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Implant dentistry

Implant dentistry is one of the fastest growing branches of dentistry.

​Developing skills in dental implants is not only critical for clinicians specialising in prosthodontics, periodontics, restorative dentistry and oral surgery, but also is becoming a greater part of general dental practice.

 

Nowadays, patients are more discerning about their oral health and often want advanced dental procedures. Patient satisfaction from well-executed treatment is very high and this is the best part of practising implant dentistry. In the right case, implant treatment can provide many years of service with a relatively low complication rate. Ultimately, happy patients lead to happy dentists.

 

Being involved in a new field of any profession is exciting and rewarding – this is especially true for implants with its unique blend of prosthodontic and surgical aspects of dentistry.

 

With experience, the chance to become involved in education may arise. This adds variety to our jobs, helps us make new friends and keeps you up to date. It also gives you an excuse to travel abroad for conferences.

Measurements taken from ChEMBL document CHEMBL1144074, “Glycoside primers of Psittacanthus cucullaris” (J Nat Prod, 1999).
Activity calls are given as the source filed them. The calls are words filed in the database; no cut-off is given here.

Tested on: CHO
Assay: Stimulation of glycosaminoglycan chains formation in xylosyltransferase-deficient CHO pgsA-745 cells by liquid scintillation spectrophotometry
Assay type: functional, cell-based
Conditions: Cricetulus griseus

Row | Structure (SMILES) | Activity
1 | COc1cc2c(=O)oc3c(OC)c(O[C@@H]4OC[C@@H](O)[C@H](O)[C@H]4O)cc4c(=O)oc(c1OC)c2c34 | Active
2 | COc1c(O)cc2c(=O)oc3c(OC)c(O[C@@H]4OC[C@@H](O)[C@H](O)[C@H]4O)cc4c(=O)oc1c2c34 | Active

Career pathway

The initial challenge that anyone will face is choosing the right postgraduate training. To be proficient in implant treatment you would ideally need a sound understanding and ability in both prosthodontics and oral surgery. If you want to focus on just one aspect, say implant-placement surgery, you have to work in a wider team, with restorative dentists. It is important, therefore, to think about where you will be practising so you can do the most appropriate postgraduate education.

 

If you want to become a specialist, for example in prosthodontics, implant treatment will be a part of your curriculum because it will enable you to treat the more complex cases. But this pathway needs a significant financial and time commitment.

 

If you want to offer implants in general practice, there are many more routes available. But there is much variation in the content and quality of training. Consider a university diploma or certificate course. These are likely to be externally vetted so will have stringent quality control. Choosing an institution that also has in-house clinical facilities is a must so you can develop your skills under the guidance of experienced clinicians. Speak to current and past students of any course that you are considering to find out if it will meet your needs. Implant-related litigation has significantly increased. Most issues are related to consent, planning and treatment execution. Appropriate training should, however, reduce the risk of this.